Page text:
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Community Involvement In Early Education

Educational Support Services

Lauren Thorne

Certificated Sr. Grant Coordinator

Communities play an important role for young children. It is in communities that children grow and develop trusting caring relationships. Children grow emotionally, intellectually, and physically through both their relationships and through their community. Communities start at home, then in schools, neighborhoods, cities, states and into the larger world.

The National Education Association states that the popular proverb, it takes a village to raise a child, produces a clear message and that is, “the whole community has an essential role to play in the growth and development of its young people.” It’s noted that parents and family members play a vital role in the life of the child and so, too, does the entire community as a whole. CHILD CARE is an example of this shared role.

Childcare needs to become a community issue. In our county of San Luis Obispo, there is crisis growing. A crisis in the Workforce of Early Educators or lack thereof, a crisis of Affordability and a crisis of Accessibility to quality childcare programs.

  • Workforce Problem – many centers / providers are reporting a lack of qualified teachers – or if they are qualified, they cannot support themselves on the salary they would earn to be able to live in San Luis Obispo County.
  • Affordability Issue – Child care is an expensive business.  Providers need to charge rates that allow them to cover the cost of staffing, materials and supplies, facilities, insurance and licensure to name a few. These rates often translate into crippling costs for families, who may end up paying more for child care than for rent. For more on the paradox between lower wages and high rates in child care, watch a short video Why Does Childcare Cost So Much Yet Providers Make So Little by Child Care Aware of America.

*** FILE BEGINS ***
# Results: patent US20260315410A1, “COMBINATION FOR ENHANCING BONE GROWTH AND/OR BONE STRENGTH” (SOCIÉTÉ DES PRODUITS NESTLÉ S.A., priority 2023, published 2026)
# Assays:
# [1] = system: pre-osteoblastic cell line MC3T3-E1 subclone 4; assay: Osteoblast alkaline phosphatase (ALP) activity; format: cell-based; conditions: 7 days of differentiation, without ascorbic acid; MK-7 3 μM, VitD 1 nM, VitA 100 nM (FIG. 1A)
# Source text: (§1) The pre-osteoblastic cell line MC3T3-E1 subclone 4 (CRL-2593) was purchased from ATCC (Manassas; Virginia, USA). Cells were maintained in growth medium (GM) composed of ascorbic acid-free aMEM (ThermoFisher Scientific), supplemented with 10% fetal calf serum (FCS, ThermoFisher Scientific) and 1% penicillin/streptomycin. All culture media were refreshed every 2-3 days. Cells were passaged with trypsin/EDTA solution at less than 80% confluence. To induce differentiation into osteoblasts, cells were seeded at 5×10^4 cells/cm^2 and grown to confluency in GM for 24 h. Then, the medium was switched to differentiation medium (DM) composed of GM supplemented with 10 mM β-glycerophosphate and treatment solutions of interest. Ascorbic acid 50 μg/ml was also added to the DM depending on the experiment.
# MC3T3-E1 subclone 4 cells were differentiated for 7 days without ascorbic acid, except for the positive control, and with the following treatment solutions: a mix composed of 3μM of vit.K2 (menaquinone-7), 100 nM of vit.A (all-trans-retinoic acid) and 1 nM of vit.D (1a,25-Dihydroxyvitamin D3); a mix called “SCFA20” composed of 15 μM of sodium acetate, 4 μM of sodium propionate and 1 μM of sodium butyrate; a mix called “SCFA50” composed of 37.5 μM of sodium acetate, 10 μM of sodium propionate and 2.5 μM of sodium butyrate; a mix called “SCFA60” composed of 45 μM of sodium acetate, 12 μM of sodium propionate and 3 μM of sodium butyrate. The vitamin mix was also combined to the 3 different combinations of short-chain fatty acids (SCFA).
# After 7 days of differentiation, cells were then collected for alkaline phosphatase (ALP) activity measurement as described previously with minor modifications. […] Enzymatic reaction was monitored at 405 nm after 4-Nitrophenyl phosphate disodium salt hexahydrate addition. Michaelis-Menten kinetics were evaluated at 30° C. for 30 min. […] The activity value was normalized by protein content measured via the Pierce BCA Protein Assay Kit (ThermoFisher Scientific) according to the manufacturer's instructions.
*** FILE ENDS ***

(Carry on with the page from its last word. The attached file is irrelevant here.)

• Accessibility Challenge – The pervasive pressures of child care waiting lists are a stressful reality for many parents in our county.  In particular, our communities suffer for lack of sufficient spaces for Infant/Toddlers, Children with disabilities, Non traditional hours, and access to quality programs for all.

But things are happening. Many local agencies have gathered to dialogue about these issues and what can be done to create a countywide awareness and a sense of collective responsibility to figure out how to address the crisis. Early childhood educators and parents are connecting with business and civic leaders to spread the message and urgency of this crisis. 

Something must be done, lack of childcare affects everyone. It will take a community to solve this problem.

So please…

On May 29th, 2019 we will be convening a Town Hall for our County, from 4:30-7:30 p.m. (location TBD)
Where’s the Care?
Tackling our Local Child Care Challenge

This town hall will highlight the urgency of early child care and education issues in SLO County, including lack of accessibility and affordability for families, and a persistent workforce crisis in the early childhood education field. The evening will define and examine existing challenges, and launch concrete action planning to mobilize innovative solutions within our community. Families, employers, civic leaders, educators (early childhood, K-12, and higher education), regional planners, students, and other advocates for a thriving community are encouraged to attend. Dinner and child care provided. Free, but advance registration required.

Remember April is Month of the Child and Child Abuse Prevention Month.  There will proclamations issued at most City Council meetings, Board of Supervisors, Cuesta College Board of Trustees and County Board of Education meetings.

There will be many wonderful events throughout the County.
Saturday April 13th 2019 is “Children’s Day in the Plaza” from 10:00-3:00 at the MIssion plaza in San Luis Obispo.

Nancy Norton
Director, Early Learning Educational Support
San Luis Obispo County Office of Education

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